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Watch: North Dakota Fisherman Snags Giant Paddlefish, Tying the State Record

Angler fights paddlefish from shore; angler weighs paddlefish.
Angler fights paddlefish from shore; angler weighs paddlefish.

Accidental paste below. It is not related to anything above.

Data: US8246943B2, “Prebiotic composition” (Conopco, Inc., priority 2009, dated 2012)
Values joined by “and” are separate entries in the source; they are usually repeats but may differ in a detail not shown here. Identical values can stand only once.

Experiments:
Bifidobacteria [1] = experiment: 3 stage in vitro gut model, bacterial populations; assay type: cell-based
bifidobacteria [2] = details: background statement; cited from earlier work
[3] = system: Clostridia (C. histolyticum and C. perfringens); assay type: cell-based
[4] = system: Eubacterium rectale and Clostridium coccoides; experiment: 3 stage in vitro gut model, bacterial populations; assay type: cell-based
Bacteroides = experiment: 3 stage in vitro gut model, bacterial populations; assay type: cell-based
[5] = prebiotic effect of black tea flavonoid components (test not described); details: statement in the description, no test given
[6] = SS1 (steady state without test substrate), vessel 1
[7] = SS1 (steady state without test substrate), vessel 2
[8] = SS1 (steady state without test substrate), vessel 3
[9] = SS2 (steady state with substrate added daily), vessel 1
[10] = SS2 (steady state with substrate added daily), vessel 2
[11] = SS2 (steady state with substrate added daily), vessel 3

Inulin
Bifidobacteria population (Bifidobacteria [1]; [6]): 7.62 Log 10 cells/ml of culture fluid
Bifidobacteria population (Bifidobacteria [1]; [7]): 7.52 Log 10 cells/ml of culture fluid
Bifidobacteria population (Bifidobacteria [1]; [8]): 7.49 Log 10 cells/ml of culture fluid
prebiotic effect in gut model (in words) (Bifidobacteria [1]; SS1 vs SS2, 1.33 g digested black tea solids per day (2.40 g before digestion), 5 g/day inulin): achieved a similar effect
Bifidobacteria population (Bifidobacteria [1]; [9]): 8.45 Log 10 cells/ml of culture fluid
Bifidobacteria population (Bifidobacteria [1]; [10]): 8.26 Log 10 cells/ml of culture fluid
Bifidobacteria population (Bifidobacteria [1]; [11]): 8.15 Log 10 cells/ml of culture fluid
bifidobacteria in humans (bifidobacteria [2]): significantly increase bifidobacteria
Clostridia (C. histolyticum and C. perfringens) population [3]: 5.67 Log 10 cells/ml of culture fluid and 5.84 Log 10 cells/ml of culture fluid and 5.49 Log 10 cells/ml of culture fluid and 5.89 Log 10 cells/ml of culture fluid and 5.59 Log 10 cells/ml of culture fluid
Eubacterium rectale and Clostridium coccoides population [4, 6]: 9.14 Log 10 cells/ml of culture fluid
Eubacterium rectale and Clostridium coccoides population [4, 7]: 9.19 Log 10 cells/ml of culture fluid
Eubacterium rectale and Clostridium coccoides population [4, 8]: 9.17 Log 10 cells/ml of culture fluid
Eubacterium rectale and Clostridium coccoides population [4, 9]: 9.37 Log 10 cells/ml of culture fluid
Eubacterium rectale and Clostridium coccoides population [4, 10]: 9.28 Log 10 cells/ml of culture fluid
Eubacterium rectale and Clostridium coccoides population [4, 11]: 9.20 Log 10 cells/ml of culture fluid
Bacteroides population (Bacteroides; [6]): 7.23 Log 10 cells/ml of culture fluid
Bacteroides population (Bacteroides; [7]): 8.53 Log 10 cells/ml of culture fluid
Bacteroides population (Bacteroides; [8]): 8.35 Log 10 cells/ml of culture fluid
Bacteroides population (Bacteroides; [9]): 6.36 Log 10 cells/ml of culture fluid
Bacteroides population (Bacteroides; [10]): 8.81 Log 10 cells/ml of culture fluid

On May 3, just two days into North Dakota’s brief paddlefish snagging season, Tyler Hughes and his wife were at a prime spot on the banks of the Yellowstone River. They were fishing near Fairview, roughly five miles upstream from where the Yellowstone flows into the Missouri River. They’d spent the morning casting out a big, 10/0 treble hook attached to a 5-ounce weight, but by 10 a.m., Hughes realized he wasn’t prepared to land a heavyweight paddlefish if they snagged one. He’d forgotten his long-handled gaff. “That’s when I jumped back in my truck and drove back to our campsite to get my gaff,” Hughes tells Outdoor Life. “I returned to the river with my gaff about 30 minutes later and started casting. At 11 a.m. I hooked something big that I thought was a rock or log. But then it started moving, and I knew I’d hooked a big paddlefish.” Using a 10-foot spinning rod spooled with 75-pound test braided line, Hughes battled the fish for around 15 minutes. The fish was snagged in its side, and it ran it all the way across the muddy stretch of river, where it threatened to break off. “The fish took all 250 yards of my braided line, and the knot connecting it to my 30-pound test monofilament backing line was headed out of the rod guides,” Hughes says. “I knew I had to get the mono back onto the reel because the river is full of snags and the fish would break the mono for sure.” The basic snagging rig Hughes used to catch his paddlefish. Photo courtesy Tyler Hughes After gaining back some line, Hughes walked a short distance upstream. He eventually muscled the fish toward the shore, and he swung it downstream where his wife and several other people were standing. Video footage recorded that day shows their friends Joe Martino, Kellan Geiger, and Taylor Schwede sticking the fish with two gaffs, then dragging it out of the Yellowstone and onto dry land. It wasn’t an easy haul, and the fish lost some blood and eggs in the process. “I knew it was a big one, but didn’t think about a record catch [at first],” Hughes explains. “But we loaded it into my truck, and I took it to a weigh station in Williston where a company cleans paddlefish in exchange for keeping the roe [for] caviar.” Tyler Hughes holds up his paddlefish, which officially ties the state record set in 2016. Photo courtesy Tyler Hughes Hughes’ paddlefish weighed 131 pounds on the certified scales there, and it measured 74 inches long. State officials witnessed the weigh-in, and on Tuesday the North Dakota Game and Fish Department announced that the fish officially ties the standing state record for the species, which was caught in 2016 from the Missouri River near its confluence with the Yellowstone. Read Next: How To Catch Giant Paddlefish with Giant Hooks Hughes says he thinks his fish could have been even heavier, as it was three inches longer than the 2016 record. (It’s possible that the NDGFD made a record-keeping mistake because it lists Hughes’ fish as 53 inches long in the record book but says it was 74 inches long in a press release. The agency did not immediately respond to a request for clarification.) “The caviar company got about 30 pounds of roe from my fish, and the state folks say it may have spewed some eggs before it was weighed,” Hughes says. “The two big gaff holes also caused a lot of blood loss, so it may have weighed more. But I’m so grateful. It was a surreal catch.”